It is a good time for schools to review their application and admission processes and the way they are communicated to potential parents, in order to have transparent and non-discriminatory protocols and practices that help to avoid infractions that may result in possible sanctions.
Felipe von Unger V.
Although already in its final stages, the admission process to our country’s schools is in full swing. Pursuant to the calendar proposed by the Ministry of Education (Mineduc), November 30 is the deadline for the supplementary application period, for those parents who have rejected the original school assignment, or who have not applied during the main period.
The admission process to school education has been subject to major modifications in the last years. Through Law No. 20,845, “Inclusion Law”, and DFL No. 2 of 2009, the legislator regulated application and admission processes aimed at establishing a transparent, inclusive, equitable and non-discriminatory system.
Having adequate application and admission processes for school education is a condition for the verification of the rights enshrined in numbers 10 and 11 of the Political Constitution of the Republic. Likewise, appropriate mechanisms tend to build committed educational communities that adhere to the school’s educational project. Therefore, in line with their importance, the Superintendence of Education has included the application and admission processes among the matters subject to periodic review in its Annual Auditing Plans.
Programmed audits (as opposed to those motivated by complaints, for example) included in these plans are aimed at examining that educational establishments comply with the applicable regulations, and schools must therefore observe with special care not only the legal framework that governs them in general, but also that specifically designed for applications, which in the current regulatory conditions is fundamentally a matter of adequately communicating the educational project or not rigging the allocation of places. Without going any further, the admission processes have been part of the Auditing Models with a Focus on Fundamental Rights and Freedoms corresponding to the years 2018, 2019 and 2020, and, according to official figures of the Superintendence of Education, only in 2020 it received 288 complaints for possible irregularities in the admission processes.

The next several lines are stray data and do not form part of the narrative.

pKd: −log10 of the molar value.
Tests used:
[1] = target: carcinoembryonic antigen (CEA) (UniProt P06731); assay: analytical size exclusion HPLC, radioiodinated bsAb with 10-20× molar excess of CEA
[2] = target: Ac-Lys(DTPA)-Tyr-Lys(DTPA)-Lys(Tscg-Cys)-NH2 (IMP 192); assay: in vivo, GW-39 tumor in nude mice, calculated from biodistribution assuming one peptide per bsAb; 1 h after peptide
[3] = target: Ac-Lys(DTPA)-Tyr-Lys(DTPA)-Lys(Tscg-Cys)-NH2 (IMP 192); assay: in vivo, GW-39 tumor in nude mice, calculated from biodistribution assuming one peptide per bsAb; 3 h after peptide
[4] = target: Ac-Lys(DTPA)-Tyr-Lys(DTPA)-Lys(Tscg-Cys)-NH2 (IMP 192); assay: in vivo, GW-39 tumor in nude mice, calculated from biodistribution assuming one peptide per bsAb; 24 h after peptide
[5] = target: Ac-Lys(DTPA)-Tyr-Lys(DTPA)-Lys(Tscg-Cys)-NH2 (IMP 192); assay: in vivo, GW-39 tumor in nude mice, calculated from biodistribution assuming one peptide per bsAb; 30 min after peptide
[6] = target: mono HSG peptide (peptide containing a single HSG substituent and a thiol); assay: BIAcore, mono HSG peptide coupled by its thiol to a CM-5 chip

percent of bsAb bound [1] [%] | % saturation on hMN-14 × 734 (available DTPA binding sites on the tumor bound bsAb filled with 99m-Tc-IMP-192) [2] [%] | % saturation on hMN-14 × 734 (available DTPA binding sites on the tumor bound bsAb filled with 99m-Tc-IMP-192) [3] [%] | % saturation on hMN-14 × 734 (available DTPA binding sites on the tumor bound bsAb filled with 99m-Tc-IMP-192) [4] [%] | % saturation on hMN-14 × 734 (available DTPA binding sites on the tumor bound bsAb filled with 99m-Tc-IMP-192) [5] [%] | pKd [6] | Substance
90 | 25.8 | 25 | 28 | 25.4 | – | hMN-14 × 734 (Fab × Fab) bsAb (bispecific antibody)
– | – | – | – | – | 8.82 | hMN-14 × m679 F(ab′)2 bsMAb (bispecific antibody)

It seems a good time for schools to review their application and admission processes and the way in which these are communicated to future guardians, in order to avoid infractions that may result in possible sanctions or liability for possible damages that may be caused.